Episode 238 | Recorded: March 15, 2023
On March 7, the Georgian parliament voted into law one of a couple of drafts of a bill that had been circulated for the last few months. One of the bills was a near-exact translation of the US law on “Foreign Agents Registration Act”, known as FARA.
This law would require political actors to clarify their foreign funding sources and their activities to lobby lawmakers with such funding.
The bill narrowly passed with 76 out of 150 votes, and it ignited large protests in Tbilisi, and on March 9 the parliament agreed to rescind the law and to release arrested opposition members.
Protesters carried banners that this was a “Russian inspired law”, online media carried pictures of Zelensky and the flag of Ukraine. Georgia’s Prime Minister, Irakli Gharibashvili claimed that the protests were an instigation by the EU and Ukraine, possibly attempting to open a 2nd front in the Ukraine war.
The main backer of the bill was the ruling Georgian Dream party, although it was initiated by a party that splintered from it, called People’s Power. The main opponents of the bill were the pro-western opposition, who were heavily supported by Western NGOs, many of whom would be targets of the law. In addition, many EU and Western officials spoke out about this. Notably, President of the European Council Charles Michel said that the “Adoption of this “foreign influence” law is not compatible with the EU path which the majority in Georgia wants.”
Earlier this week we asked Hrant Mikaelian if this backdown was a victory for the Georgian opposition. He said he didn’t think it was, but it was a defeat for the ruling party.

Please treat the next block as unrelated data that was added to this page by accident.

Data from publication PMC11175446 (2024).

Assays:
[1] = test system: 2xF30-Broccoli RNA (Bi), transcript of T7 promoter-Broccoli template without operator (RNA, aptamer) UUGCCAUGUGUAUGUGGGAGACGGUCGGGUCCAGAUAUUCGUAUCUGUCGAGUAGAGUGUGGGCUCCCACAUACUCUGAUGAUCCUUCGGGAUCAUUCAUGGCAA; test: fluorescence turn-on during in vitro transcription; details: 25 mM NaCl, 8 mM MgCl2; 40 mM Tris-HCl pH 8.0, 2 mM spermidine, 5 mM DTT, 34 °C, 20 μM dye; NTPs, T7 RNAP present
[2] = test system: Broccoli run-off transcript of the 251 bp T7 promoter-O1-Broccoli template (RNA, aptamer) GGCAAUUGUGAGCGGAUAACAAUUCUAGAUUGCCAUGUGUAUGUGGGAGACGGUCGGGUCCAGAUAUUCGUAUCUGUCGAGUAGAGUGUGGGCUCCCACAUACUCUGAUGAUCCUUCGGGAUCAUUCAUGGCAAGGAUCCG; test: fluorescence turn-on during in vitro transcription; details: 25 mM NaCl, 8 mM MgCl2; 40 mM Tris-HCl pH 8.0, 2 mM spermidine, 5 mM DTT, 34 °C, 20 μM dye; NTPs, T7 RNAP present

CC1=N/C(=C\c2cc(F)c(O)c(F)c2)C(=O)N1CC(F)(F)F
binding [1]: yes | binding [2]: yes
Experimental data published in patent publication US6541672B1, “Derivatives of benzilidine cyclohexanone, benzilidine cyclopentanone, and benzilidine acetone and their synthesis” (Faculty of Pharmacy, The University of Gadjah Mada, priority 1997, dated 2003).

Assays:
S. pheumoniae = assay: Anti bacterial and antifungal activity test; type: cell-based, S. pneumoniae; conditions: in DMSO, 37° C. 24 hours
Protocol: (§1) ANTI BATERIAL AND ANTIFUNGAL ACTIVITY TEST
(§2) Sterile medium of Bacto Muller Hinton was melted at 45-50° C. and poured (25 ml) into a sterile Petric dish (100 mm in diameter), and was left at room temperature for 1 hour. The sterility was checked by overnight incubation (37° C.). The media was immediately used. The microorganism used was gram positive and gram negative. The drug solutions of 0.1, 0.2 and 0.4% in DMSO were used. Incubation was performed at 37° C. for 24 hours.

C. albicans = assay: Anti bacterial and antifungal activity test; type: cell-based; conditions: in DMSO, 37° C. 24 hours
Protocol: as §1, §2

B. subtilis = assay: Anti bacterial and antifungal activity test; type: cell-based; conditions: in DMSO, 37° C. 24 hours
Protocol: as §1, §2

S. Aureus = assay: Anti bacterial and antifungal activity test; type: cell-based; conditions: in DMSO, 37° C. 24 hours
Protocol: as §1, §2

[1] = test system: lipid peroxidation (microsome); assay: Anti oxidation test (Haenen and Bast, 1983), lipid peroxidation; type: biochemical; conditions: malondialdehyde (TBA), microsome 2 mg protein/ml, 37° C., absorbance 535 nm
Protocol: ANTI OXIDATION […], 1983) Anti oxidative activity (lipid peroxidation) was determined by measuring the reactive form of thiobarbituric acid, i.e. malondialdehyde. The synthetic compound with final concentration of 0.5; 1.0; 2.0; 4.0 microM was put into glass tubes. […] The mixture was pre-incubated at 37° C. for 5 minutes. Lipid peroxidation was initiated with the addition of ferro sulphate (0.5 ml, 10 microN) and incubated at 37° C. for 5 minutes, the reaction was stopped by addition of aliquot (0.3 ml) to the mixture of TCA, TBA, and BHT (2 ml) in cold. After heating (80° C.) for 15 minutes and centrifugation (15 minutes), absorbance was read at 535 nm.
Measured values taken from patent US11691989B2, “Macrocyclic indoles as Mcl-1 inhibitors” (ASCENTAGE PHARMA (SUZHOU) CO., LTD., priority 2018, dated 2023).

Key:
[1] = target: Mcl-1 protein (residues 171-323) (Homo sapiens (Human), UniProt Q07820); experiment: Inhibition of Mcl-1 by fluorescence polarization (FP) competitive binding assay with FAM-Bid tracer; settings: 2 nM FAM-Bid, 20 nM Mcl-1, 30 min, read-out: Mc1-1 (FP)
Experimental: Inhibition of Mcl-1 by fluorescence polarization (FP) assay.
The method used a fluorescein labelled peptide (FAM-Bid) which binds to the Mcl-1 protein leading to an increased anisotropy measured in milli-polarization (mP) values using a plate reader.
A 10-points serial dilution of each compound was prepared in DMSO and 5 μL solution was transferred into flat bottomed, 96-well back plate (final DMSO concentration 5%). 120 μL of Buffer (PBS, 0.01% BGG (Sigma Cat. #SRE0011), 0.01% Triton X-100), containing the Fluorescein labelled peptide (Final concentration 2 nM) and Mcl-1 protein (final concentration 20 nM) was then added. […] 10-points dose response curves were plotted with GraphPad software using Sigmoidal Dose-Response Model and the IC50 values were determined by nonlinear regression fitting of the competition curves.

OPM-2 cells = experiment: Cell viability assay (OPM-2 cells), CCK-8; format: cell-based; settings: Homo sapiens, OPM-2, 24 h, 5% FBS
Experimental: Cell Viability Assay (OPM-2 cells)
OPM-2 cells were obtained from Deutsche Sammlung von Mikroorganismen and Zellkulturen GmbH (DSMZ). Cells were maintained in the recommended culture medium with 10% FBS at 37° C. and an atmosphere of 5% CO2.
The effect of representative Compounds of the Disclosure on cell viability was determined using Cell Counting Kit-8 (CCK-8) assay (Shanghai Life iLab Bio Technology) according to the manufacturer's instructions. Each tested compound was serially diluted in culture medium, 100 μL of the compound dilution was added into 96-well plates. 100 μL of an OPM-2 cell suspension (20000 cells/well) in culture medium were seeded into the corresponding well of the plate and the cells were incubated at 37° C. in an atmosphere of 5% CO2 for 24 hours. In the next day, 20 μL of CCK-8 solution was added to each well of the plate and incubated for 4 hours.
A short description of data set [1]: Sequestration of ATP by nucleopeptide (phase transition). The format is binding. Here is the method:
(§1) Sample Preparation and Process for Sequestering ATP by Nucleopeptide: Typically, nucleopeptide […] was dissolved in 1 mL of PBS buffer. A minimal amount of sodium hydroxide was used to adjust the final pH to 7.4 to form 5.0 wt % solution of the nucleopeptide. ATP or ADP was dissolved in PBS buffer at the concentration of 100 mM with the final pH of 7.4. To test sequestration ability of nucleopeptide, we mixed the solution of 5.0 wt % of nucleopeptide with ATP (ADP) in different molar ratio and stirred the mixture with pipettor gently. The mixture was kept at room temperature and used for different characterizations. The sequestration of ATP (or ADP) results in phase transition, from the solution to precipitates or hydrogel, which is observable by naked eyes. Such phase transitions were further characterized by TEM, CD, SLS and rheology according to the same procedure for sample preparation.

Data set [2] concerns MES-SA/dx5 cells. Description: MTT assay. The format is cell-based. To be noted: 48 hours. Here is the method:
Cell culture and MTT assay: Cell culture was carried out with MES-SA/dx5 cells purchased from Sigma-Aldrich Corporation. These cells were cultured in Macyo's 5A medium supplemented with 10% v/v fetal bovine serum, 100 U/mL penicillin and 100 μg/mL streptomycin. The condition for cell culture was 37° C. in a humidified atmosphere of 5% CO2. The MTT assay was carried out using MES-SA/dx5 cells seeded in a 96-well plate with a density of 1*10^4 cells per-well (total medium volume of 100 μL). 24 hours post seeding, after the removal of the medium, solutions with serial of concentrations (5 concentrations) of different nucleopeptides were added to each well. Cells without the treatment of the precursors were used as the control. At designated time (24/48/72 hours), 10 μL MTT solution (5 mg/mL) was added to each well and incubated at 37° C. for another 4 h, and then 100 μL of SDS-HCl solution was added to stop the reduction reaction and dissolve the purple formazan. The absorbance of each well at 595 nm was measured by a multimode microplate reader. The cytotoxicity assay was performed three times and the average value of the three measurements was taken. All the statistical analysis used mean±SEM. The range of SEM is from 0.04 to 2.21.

An op-ed in Eurasianet (another foreign entity that would be target of the law) said that: “It is time for Georgia’s democratic supporters, including democracy building institutions and foundations abroad, to rethink the failed standard of election-centered majoritarian models.”
The tactics used by the opposition in Georgia raised eyebrows. On live TV we saw protesters throw molotov cocktails at the police, we saw them breaking public benches in order to make improvised barricades, and flipping over cars Yet, all we heard from Western politicians were calls to the Georgian government to ensure the right of protesters to protest peacefully.
Meanwhile, there were even more peaceful protests in Moldova from the opposition that were criticized by the west, which supports the ruling government there. Of course we remember the resistance movement protests in Armenia last summer where some western representatives even criticized the Armenian opposition for being too violent, despite the protests being largely peaceful compared to Georgia.
That concludes this Conversations On Groong episode**. **As always we invite your feedback, Thanks to Laura Osborn for the music on our podcasts. Don’t forget to subscribe to us on YouTube, Twitter, and Facebook.
Johnny G. Melikian is a senior research fellow at the Orbeli Center for analysis, and the head of the Center for Political and Legal Studies. He has worked as a consultant for the International Crisis Group, and was a visiting fellow at Georgia’s Ilia State University
Hovik Manucharyan is an information security engineer who moved from Seattle to Armenia in 2022. He co-founded the ANN/Groong podcast in 2020 and has been a contributor to Groong News since the late 1990s.
Asbed is founder of Groong and co-founder of the ANN/Groong podcast.